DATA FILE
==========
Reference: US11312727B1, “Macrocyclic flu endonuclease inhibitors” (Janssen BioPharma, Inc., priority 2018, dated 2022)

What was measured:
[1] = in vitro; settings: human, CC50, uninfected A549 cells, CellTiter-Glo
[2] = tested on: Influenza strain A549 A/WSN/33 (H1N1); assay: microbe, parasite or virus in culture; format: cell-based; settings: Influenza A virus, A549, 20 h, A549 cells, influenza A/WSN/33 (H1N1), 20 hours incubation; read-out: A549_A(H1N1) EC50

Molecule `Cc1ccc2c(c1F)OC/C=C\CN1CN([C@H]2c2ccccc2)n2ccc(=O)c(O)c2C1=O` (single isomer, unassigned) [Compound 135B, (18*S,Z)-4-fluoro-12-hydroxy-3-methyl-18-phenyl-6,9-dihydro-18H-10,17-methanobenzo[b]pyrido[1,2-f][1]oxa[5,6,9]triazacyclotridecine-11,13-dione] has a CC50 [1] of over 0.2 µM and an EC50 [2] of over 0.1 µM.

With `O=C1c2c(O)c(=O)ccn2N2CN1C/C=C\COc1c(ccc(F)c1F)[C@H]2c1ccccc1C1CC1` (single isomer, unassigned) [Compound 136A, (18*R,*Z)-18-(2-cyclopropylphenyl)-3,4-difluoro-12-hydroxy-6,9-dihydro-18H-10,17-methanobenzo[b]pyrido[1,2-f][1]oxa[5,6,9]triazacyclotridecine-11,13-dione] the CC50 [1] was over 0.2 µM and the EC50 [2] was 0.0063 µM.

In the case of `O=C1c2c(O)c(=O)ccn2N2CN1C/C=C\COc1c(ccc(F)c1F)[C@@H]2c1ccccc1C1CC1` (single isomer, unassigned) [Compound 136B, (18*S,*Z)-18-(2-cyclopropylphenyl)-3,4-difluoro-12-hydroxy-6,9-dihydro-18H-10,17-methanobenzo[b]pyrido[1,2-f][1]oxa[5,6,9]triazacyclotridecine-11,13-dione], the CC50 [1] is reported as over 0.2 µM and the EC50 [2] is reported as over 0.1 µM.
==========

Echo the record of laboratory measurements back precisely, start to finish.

Reference: US11312727B1, “Macrocyclic flu endonuclease inhibitors” (Janssen BioPharma, Inc., priority 2018, dated 2022)

What was measured:
[1] = in vitro; settings: human, CC50, uninfected A549 cells, CellTiter-Glo
[2] = tested on: Influenza strain A549 A/WSN/33 (H1N1); assay: microbe, parasite or virus in culture; format: cell-based; settings: Influenza A virus, A549, 20 h, A549 cells, influenza A/WSN/33 (H1N1), 20 hours incubation; read-out: A549_A(H1N1) EC50

Molecule `Cc1ccc2c(c1F)OC/C=C\CN1CN([C@H]2c2ccccc2)n2ccc(=O)c(O)c2C1=O` (single isomer, unassigned) [Compound 135B, (18*S,Z)-4-fluoro-12-hydroxy-3-methyl-18-phenyl-6,9-dihydro-18H-10,17-methanobenzo[b]pyrido[1,2-f][1]oxa[5,6,9]triazacyclotridecine-11,13-dione] has a CC50 [1] of over 0.2 µM and an EC50 [2] of over 0.1 µM.

With `O=C1c2c(O)c(=O)ccn2N2CN1C/C=C\COc1c(ccc(F)c1F)[C@H]2c1ccccc1C1CC1` (single isomer, unassigned) [Compound 136A, (18*R,*Z)-18-(2-cyclopropylphenyl)-3,4-difluoro-12-hydroxy-6,9-dihydro-18H-10,17-methanobenzo[b]pyrido[1,2-f][1]oxa[5,6,9]triazacyclotridecine-11,13-dione] the CC50 [1] was over 0.2 µM and the EC50 [2] was 0.0063 µM.

In the case of `O=C1c2c(O)c(=O)ccn2N2CN1C/C=C\COc1c(ccc(F)c1F)[C@@H]2c1ccccc1C1CC1` (single isomer, unassigned) [Compound 136B, (18*S,*Z)-18-(2-cyclopropylphenyl)-3,4-difluoro-12-hydroxy-6,9-dihydro-18H-10,17-methanobenzo[b]pyrido[1,2-f][1]oxa[5,6,9]triazacyclotridecine-11,13-dione], the CC50 [1] is reported as over 0.2 µM and the EC50 [2] is reported as over 0.1 µM.